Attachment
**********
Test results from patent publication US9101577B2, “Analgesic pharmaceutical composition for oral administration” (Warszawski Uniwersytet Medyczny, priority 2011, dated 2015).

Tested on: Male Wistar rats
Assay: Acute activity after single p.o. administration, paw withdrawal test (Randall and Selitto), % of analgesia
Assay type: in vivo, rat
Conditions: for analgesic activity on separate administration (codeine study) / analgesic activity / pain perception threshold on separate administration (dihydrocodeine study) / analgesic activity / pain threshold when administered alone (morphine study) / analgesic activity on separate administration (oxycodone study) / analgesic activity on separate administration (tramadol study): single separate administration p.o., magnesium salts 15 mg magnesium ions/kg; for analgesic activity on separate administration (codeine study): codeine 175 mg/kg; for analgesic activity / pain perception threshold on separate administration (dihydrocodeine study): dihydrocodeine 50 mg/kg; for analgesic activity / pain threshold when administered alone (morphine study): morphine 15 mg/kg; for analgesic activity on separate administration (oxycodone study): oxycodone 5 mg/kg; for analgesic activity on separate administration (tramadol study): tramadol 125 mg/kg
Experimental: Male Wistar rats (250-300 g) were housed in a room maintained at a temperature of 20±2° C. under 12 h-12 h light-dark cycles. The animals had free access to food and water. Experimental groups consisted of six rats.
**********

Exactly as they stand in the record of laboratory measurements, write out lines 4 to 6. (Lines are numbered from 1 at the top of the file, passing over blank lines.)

Assay type: in vivo, rat
Conditions: for analgesic activity on separate administration (codeine study) / analgesic activity / pain perception threshold on separate administration (dihydrocodeine study) / analgesic activity / pain threshold when administered alone (morphine study) / analgesic activity on separate administration (oxycodone study) / analgesic activity on separate administration (tramadol study): single separate administration p.o., magnesium salts 15 mg magnesium ions/kg; for analgesic activity on separate administration (codeine study): codeine 175 mg/kg; for analgesic activity / pain perception threshold on separate administration (dihydrocodeine study): dihydrocodeine 50 mg/kg; for analgesic activity / pain threshold when administered alone (morphine study): morphine 15 mg/kg; for analgesic activity on separate administration (oxycodone study): oxycodone 5 mg/kg; for analgesic activity on separate administration (tramadol study): tramadol 125 mg/kg
Experimental: Male Wistar rats (250-300 g) were housed in a room maintained at a temperature of 20±2° C. under 12 h-12 h light-dark cycles. The animals had free access to food and water. Experimental groups consisted of six rats.